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Jokowi President

Jokowi New President

23 July 2014

Jakarta’s governor Joko ‘Jokowi’ Widodo has won the presidential election with 53 percent of the vote, as the the General Elections Commission announced on Tuesday. His rival, former General Prabowo Subianto, received 47 percent of the almost 135 million votes cast in the 9 July election. 

Even before the final results were announced, Prabowo withdrew from the race, claiming that the voting process had been irregular and that fraud had taken place. Prabowo’s spokesman said they were preparing to appeal to Indonesia’s constitutional court. Such an appeal has to take place within 3 days of the announcement of the election results. Analysts believe that Jokowi’s margin of 6% would suffice even if some irregularities were to be found. A ruling has to be made by 22 August.

In his acceptance speech, Jokowi called for unity in Indonesia after an election that split the country. Jokowi is the first person who is not from political or military elite to be elected as president. He is also the first to have previous experience as mayor and governor.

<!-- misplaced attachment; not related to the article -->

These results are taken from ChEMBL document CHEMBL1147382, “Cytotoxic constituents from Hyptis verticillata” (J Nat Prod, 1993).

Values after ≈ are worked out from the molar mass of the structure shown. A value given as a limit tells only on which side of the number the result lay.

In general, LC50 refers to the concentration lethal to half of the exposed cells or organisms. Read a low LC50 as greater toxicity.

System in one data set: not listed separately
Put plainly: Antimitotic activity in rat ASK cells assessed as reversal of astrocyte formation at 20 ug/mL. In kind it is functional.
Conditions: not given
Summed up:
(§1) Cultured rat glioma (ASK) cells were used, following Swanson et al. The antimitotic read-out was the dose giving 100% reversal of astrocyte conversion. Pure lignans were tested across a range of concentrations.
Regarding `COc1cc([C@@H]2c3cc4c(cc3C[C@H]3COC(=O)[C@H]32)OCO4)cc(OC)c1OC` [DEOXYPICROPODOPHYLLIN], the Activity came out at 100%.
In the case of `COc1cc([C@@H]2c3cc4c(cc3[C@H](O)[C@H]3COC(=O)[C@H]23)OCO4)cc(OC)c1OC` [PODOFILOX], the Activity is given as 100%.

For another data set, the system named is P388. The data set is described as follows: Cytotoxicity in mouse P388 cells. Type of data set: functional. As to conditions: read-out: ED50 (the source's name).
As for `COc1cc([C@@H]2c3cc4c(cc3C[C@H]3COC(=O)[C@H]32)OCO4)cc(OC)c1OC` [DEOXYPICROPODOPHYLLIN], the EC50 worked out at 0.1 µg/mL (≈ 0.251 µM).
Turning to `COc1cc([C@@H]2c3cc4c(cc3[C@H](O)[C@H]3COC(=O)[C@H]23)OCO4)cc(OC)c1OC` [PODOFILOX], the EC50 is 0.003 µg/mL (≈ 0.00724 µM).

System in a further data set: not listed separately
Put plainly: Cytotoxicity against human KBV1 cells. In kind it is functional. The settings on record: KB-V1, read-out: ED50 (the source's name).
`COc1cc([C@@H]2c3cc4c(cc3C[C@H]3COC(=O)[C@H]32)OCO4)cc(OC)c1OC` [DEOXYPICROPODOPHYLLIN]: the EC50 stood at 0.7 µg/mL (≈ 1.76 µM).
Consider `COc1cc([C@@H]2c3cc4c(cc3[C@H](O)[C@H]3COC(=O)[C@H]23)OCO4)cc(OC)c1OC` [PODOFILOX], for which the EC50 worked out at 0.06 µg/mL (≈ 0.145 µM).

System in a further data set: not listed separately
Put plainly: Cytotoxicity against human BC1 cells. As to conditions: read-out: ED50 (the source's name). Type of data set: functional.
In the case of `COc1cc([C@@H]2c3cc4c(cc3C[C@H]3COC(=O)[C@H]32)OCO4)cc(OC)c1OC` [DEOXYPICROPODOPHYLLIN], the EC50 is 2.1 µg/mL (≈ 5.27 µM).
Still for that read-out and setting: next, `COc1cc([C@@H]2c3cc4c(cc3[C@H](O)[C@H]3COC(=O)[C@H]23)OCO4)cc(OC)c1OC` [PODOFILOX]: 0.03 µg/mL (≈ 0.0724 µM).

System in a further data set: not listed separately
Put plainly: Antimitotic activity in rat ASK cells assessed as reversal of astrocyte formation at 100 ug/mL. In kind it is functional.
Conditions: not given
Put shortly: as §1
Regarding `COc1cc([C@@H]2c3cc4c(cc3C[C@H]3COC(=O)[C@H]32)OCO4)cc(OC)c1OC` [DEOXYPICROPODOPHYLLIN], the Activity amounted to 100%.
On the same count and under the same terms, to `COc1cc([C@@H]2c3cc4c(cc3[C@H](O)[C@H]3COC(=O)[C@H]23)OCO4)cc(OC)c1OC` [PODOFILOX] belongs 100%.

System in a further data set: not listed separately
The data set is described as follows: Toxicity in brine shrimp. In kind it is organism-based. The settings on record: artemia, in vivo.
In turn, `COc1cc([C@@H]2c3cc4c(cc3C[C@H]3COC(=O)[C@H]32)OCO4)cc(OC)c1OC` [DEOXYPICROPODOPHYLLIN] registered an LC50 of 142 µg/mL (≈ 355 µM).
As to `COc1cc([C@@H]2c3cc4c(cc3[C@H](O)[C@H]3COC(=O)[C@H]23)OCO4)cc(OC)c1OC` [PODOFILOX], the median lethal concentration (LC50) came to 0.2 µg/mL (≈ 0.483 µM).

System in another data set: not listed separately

Following the results, Jokowi was congratulated by US President Obama, Malaysian Prime Minister Razak, European Commission President Barroso, and Australian Prime Minister Abbott. According to the Jakarta Post, Barroso stressed the role of civil society and professional management by the election authorities in Indonesia’s democracy. He further emphasized the close partnership based on shared values and said the EU was ‘looking forward to working with [Joko Widodo] to further strengthen cooperation in the years to come’.  

Jokowi had become immensely popular during his time as mayor of Solo and governor of Jakarta. His leadership style and reputation of being close to the people have raised high hopes for his presidency. While Prabowo’s appeal will hamper the transition of power, the situation is not likely to improve after Jokowi takes office on 20 October. Jokowi’s coalition only holds around one third of seats in the parliament, whereas Prabowo’s coalition holds the other two thirds. Among the challenges to tackle are a hotly-debated fuel subsidy scheme, reforms in health care, and corruption.